"Data Source=(local);Initial Catalog=pubs;uid=sa;pwd="
    cnn.Open

    Set rst = New ADODB.Recordset
    rst.ActiveConnection = cnn
    rst.CursorType = adOpenKeyset
    rst.LockType = adLockPessimistic 'Invoke Pessimistic Locking
    rst.CursorLocation = adUseServer
    rst.Open "SELECT * FROM Authors WHERE City = '" & 
                     strOldCity & "'", _
        Options:=adCmdText

    cnn.BeginTrans
    Do Until rst.EOF
        rst!City = strNewCity 'Lock occurs here
        rst.Update
        rst.MoveNext
    Loop
    cnn.CommitTrans  'Lock released here
End Sub

Here you can see that the lock is in place from when the city of the very first record is edited until the CommitTrans is issued. This means that no one can update any records, or possibly pages of data, involving the edited records until the CommitTrans is issued. This can take a prohibitive amount of time during a long process.

Optimistic Locking

Optimistic locking delays the time at which the record is locked. The lock is issued upon update rather than when the first field is edited. The code is shown in Listing 3.

Listing 3 - Utilizing Optimistic Locking

Sub OptimisticLock(strAuthorID As String)
    Dim cnn As ADODB.Connection
    Dim rst As ADODB.Recordset
    Dim strCriteria As String

    Set cnn = New ADODB.Connection
    cnn.ConnectionString = " Provider=sqloledb;" & _
        "Data Source=(local);Initial Catalog=pubs;uid=sa;pwd="
    cnn.Open

    Set rst = New ADODB.Recordset
    rst.ActiveConnection = cnn
    rst.CursorType = adOpenKeyset
    rst.LockType = adLockOptimistic 'Invoke Optimistic Locking
    rst.CursorLocation = adUseServer
    rst.Open "Select * from Authors Where Au_ID = '" & _
        strAuthorID & "'", _
        Options:=adCmdText

    rst!City = "Thousand Oaks"
    rst.Update 'Lock occurs and is Released Here
End Sub

As you can see, the lock doesn't happen until the Update method is issued. The advantage of this method is that the page, or record, is locked very briefly. However, the disadvantage occurs when two users grab the record for editing at the same time. When one user tries to update, no error occurs. When the other user tries to update, she gets an error indicating that the data has changed since her edit was first issued.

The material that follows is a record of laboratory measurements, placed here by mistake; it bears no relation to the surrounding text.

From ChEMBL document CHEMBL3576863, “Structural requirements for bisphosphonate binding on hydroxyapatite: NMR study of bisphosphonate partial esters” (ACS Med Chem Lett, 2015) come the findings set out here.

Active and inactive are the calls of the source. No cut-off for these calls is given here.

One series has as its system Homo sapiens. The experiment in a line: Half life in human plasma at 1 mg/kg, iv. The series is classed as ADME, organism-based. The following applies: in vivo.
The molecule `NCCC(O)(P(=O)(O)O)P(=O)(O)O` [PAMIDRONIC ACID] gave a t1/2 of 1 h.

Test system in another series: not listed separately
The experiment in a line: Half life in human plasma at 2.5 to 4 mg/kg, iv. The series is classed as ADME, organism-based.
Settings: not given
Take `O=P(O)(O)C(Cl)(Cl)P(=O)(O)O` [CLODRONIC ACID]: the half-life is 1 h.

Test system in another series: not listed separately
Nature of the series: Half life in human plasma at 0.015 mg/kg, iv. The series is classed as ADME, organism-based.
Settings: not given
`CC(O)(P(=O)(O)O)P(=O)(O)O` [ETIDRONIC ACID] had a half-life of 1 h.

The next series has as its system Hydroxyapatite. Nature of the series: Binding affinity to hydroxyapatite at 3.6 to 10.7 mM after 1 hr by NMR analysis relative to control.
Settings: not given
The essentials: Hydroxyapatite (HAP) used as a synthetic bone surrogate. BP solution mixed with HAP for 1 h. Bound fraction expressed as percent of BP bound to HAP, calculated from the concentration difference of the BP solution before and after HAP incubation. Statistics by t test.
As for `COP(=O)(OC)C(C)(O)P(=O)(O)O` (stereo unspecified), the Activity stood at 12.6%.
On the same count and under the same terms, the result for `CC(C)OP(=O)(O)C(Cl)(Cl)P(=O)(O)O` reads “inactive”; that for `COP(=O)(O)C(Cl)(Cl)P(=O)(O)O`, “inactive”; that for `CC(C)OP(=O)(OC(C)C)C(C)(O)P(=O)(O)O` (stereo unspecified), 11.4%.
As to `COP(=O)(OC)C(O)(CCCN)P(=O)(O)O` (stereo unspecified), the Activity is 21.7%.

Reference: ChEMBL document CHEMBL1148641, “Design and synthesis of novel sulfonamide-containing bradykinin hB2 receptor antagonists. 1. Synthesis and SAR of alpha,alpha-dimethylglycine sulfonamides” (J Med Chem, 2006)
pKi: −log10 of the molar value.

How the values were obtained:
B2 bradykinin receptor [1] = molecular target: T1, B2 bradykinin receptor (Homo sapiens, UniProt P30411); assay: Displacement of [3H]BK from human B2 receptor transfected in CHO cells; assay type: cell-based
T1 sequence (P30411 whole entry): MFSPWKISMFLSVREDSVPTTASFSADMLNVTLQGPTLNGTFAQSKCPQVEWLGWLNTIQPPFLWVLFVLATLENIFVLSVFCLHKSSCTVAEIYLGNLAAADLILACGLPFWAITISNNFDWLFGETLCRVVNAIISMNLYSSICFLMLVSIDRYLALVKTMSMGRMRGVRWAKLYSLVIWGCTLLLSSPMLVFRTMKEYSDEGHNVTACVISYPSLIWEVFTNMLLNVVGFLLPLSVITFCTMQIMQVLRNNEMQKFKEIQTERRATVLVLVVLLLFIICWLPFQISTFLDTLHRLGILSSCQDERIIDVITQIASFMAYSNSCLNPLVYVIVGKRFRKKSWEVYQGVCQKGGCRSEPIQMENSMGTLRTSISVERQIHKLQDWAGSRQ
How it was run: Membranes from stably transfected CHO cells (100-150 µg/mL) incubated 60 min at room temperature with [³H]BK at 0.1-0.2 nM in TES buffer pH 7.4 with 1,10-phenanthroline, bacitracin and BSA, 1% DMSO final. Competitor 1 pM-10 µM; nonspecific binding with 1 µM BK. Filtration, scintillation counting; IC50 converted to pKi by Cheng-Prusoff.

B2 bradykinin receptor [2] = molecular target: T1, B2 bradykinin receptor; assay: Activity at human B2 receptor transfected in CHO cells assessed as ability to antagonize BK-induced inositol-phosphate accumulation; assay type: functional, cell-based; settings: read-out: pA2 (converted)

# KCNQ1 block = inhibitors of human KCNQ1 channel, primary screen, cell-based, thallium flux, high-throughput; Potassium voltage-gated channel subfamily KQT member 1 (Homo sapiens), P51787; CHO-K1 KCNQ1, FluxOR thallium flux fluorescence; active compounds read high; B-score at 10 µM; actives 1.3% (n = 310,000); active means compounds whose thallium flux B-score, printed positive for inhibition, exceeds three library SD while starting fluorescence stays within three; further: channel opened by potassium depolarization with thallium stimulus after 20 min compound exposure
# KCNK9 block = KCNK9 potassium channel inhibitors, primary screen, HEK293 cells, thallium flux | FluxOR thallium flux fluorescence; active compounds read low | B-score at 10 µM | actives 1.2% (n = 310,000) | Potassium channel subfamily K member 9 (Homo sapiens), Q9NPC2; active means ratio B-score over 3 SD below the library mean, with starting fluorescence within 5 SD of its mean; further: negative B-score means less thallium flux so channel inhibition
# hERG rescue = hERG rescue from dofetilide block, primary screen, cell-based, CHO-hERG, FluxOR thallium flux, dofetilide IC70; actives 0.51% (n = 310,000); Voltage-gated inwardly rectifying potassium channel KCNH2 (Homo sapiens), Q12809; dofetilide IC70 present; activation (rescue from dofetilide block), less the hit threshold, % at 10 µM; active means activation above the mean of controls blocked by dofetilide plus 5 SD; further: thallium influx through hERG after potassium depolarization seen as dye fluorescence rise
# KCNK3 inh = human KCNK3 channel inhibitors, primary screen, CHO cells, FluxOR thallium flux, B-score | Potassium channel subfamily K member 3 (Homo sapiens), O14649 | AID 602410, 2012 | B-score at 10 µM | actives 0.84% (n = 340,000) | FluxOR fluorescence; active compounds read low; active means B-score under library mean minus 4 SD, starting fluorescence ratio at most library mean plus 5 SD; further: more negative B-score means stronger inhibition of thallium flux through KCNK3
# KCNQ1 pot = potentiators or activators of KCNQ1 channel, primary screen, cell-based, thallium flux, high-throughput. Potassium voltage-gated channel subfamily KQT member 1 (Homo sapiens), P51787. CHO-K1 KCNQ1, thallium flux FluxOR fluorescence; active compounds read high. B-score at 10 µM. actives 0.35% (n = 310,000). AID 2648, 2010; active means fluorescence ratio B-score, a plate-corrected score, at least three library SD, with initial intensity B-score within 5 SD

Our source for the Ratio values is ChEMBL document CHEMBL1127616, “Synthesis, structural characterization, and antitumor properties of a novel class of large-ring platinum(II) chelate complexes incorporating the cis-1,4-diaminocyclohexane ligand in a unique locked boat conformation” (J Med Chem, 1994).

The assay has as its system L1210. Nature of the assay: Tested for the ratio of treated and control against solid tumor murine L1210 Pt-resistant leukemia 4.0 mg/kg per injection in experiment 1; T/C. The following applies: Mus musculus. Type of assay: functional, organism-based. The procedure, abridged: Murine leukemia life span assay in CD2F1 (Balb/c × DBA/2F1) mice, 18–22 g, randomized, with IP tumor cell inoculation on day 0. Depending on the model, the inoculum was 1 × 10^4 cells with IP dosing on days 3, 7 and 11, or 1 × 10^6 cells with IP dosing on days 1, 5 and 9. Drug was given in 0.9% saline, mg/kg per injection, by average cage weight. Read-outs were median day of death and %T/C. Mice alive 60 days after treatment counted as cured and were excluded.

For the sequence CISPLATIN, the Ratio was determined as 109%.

Optimistic locking with transaction handling isn't much different from pessimistic locking. As the code reaches the Update method for each record, the page containing that record is locked, and it remains locked until the transaction is committed. The code appears in Listing 4.

Listing 4 - Optimistic Record Locking and Its Effect on Transaction Processing

Sub OptimisticTrans(strOldCity As String, strNewCity As String)
    Dim cnn As ADODB.Connection
    Dim rst As ADODB.Recordset
    Dim strCriteria As String

    Set cnn = New ADODB.Connection
    cnn.ConnectionString = " Provider=sqloledb;" & _
        "Data Source=(local);Initial Catalog=pubs;uid=sa;pwd="
    cnn.Open

    Set rst = New ADODB.Recordset
    rst.ActiveConnection = cnn
    rst.CursorType = adOpenKeyset
    rst.LockType = adLockOptimistic 'Invoke Optimistic Batch Locking
    rst.CursorLocation = adUseServer
    rst.Open "SELECT * FROM Authors WHERE City = '" & 
                                   strOldCity & "'", _
        Options:=adCmdText

    cnn.BeginTrans
    Do Until rst.EOF
        rst!City = strNewCity
        rst.Update 'Lock occurs here
        rst.MoveNext
    Loop
    cnn.CommitTrans  'Lock released here
End Sub
NOTE
The constant adLockBatchOptimistic is used when batch updates, rather than immediate updates, are desired. The updates do not occur until the UpdateBatch method of the Recordset object is used. In the case of batch optimistic locking, the records are not locked until the UpdateBatch method is issued.